According to AP/Lancaster Online, the committee is expected to vote on the measure on Monday. Committee Chair Matt Baker (R) said the state House plans to vote on the bill soon after.
The bill, sponsored by state Rep. Kathy Rapp (R), would ban abortion care after 20 weeks of pregnancy. Pennsylvania currently bans abortion after 24 weeks of pregnancy (Langley, AP/Lancaster Online, 4/2).
According to ABC 27 News/Sentinel, the bill is based on the medically unfounded claim that fetuses can feel pain at 20 weeks of gestation.
In addition, the bill would ban a medically proven method of abortion.
Under the bill, people who violate the restrictions could face third-degree felony charges (ABC 27 News/Sentinel, 4/1).
Gov. likely to veto measure
Jeffrey Sheridan, a spokesperson for Pennsylvania Gov. Tom Wolf (D), said the governor would veto the legislation if it were passed.
"This legislation is an attack on a woman's right to make her own health decisions, and it even goes so far as to prohibit a woman's right to have an abortion, even in the case of rape or incest," Sheridan said, adding, "This bill is wrong and Gov. Wolf will veto it if it reaches his desk" (AP/Lancaster Online, 4/2).
Sari Stevens, executive director of Planned Parenthood Pennsylvania Advocates, said the legislation is a "dangerous, intrusive, and unconstitutional bill that is part of an out-of-touch and coordinated effort to chip away at abortion access." She noted, "This bill is yet another coordinated attempt by those who want to put abortion completely out of reach to pass another law that stands in the way of women and the care they need" (ABC 27 News/Sentinel, 4/1).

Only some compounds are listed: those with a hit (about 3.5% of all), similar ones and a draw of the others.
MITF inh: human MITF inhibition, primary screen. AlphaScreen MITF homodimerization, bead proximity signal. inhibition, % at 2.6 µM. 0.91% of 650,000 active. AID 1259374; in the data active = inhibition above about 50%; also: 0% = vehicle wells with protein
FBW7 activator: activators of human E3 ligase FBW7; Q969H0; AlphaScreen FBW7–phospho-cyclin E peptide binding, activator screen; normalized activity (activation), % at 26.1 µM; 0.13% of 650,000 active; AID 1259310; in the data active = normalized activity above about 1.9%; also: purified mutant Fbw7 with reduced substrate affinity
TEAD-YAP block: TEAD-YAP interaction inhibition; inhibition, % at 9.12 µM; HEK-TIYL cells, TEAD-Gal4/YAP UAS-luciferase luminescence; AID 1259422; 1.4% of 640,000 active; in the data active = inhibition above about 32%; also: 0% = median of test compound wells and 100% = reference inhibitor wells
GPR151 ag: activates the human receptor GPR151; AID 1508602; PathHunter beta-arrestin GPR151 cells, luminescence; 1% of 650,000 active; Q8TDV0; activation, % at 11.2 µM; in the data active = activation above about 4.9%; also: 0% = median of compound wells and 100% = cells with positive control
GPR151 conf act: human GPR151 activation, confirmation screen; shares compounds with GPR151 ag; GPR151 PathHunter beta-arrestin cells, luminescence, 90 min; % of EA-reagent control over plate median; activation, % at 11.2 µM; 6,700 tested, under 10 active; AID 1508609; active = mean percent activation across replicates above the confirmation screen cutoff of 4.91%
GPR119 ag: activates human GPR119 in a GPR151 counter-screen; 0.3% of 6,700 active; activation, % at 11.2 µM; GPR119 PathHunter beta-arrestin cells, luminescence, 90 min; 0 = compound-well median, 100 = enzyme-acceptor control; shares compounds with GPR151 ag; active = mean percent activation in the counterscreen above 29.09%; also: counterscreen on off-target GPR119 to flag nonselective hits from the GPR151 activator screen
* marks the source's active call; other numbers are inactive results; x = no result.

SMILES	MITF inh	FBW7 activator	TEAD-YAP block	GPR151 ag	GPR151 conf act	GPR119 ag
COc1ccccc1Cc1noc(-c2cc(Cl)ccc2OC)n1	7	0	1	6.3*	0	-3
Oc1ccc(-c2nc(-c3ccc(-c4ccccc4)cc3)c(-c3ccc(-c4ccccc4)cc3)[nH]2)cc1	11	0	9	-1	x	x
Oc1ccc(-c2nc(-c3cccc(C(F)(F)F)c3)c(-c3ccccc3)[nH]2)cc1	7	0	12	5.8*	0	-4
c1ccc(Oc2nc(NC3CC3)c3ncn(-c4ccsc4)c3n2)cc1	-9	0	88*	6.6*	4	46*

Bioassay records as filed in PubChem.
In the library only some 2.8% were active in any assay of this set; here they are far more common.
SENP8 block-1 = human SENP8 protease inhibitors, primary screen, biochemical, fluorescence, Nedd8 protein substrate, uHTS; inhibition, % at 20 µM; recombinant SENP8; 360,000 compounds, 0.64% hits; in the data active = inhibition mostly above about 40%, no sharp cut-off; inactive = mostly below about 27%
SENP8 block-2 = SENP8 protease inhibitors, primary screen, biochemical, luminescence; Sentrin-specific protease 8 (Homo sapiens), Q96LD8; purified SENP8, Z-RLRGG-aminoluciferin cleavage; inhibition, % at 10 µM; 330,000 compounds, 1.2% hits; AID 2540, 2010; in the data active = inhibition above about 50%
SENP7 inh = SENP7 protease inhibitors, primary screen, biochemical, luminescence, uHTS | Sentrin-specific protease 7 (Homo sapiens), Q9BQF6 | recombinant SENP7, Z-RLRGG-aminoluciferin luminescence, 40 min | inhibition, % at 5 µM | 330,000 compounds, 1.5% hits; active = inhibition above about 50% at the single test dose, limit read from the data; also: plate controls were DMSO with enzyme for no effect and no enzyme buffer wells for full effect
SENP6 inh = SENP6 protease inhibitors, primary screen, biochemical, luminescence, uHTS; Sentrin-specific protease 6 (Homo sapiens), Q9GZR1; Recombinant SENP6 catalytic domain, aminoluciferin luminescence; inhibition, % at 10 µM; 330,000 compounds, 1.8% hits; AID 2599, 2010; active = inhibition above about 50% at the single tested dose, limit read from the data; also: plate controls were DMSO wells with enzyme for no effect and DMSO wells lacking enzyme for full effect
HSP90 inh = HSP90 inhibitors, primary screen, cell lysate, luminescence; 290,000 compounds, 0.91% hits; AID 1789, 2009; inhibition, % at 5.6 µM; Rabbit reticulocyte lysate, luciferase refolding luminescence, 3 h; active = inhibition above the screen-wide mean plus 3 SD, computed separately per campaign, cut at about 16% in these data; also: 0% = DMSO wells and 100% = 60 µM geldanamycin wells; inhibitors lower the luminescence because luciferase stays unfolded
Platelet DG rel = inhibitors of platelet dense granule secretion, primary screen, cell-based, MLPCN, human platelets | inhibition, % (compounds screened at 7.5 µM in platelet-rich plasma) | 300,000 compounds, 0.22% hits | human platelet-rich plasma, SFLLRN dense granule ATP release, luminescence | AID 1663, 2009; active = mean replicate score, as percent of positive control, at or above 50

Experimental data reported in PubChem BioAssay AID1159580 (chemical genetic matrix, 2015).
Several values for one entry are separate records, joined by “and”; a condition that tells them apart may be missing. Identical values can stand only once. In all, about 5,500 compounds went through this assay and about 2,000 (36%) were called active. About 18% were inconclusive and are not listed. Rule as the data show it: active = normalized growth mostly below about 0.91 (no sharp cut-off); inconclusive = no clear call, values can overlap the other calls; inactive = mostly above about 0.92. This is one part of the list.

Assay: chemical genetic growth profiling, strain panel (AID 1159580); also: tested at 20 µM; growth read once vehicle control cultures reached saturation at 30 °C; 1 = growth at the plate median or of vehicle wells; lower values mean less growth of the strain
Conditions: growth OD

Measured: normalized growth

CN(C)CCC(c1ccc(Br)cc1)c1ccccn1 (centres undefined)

Stevens also criticized state lawmakers for rushing to pass the measure. "These are not doctors, and they are putting in the strictest abortion law in the country and moving it within 72 hours, of which 48 hours are a weekend," she said (AP/Lancaster Online, 4/2). She added, "It's absolutely appalling that certain legislators are operating under a cloud of secrecy to rush a vote on this bill without understanding the full impact it will have on real Pennsylvanians and their families" (ABC 27 News/Sentinel, 4/1).
Separately, state Rep. Dan Frankel (D) said the measure is part of "an insidious national effort to chip away at Roe v. Wade," noting that the bill uses "incendiary" language (AP/Lancaster Online, 4/2).